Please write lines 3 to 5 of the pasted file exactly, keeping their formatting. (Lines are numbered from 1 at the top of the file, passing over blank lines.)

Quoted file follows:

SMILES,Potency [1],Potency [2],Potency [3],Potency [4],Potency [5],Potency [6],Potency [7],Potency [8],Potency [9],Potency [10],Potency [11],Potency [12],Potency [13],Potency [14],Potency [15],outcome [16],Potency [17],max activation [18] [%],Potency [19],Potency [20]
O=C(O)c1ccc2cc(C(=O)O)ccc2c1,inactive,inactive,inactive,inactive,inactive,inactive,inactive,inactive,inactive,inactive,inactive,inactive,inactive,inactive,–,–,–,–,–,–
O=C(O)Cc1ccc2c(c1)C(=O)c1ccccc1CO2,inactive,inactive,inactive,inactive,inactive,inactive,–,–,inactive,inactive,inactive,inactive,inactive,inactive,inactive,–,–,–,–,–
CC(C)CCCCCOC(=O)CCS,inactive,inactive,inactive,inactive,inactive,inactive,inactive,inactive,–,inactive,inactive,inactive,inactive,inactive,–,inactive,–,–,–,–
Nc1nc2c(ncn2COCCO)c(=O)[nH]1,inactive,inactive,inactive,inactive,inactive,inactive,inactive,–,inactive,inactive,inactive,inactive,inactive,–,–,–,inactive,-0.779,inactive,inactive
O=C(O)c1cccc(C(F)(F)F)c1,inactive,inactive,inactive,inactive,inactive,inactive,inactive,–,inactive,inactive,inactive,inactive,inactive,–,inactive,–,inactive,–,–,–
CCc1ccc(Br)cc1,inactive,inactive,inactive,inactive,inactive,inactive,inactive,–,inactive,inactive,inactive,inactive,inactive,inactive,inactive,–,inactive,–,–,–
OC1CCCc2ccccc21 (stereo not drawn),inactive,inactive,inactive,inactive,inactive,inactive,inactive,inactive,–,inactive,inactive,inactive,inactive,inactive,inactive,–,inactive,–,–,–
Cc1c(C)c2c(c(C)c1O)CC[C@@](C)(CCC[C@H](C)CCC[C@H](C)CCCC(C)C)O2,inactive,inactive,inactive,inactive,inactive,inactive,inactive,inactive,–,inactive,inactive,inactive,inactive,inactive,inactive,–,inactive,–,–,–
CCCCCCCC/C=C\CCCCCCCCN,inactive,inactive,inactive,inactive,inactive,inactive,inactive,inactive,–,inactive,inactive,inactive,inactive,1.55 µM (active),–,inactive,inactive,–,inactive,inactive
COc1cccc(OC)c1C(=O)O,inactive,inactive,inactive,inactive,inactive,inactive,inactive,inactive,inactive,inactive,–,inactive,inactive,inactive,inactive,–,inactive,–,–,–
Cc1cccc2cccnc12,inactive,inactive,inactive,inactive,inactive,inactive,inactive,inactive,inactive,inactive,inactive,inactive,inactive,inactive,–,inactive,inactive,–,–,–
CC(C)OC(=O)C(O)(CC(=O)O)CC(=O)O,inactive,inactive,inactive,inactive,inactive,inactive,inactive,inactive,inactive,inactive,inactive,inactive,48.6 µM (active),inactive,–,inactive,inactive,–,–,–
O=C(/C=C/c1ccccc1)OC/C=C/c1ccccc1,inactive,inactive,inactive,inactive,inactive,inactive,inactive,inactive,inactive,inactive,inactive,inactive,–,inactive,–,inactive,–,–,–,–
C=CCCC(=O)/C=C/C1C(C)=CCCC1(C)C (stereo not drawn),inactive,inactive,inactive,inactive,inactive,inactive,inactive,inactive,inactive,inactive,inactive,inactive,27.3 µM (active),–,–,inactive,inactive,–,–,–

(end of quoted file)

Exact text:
O=C(O)Cc1ccc2c(c1)C(=O)c1ccccc1CO2,inactive,inactive,inactive,inactive,inactive,inactive,–,–,inactive,inactive,inactive,inactive,inactive,inactive,inactive,–,–,–,–,–
CC(C)CCCCCOC(=O)CCS,inactive,inactive,inactive,inactive,inactive,inactive,inactive,inactive,–,inactive,inactive,inactive,inactive,inactive,–,inactive,–,–,–,–
Nc1nc2c(ncn2COCCO)c(=O)[nH]1,inactive,inactive,inactive,inactive,inactive,inactive,inactive,–,inactive,inactive,inactive,inactive,inactive,–,–,–,inactive,-0.779,inactive,inactive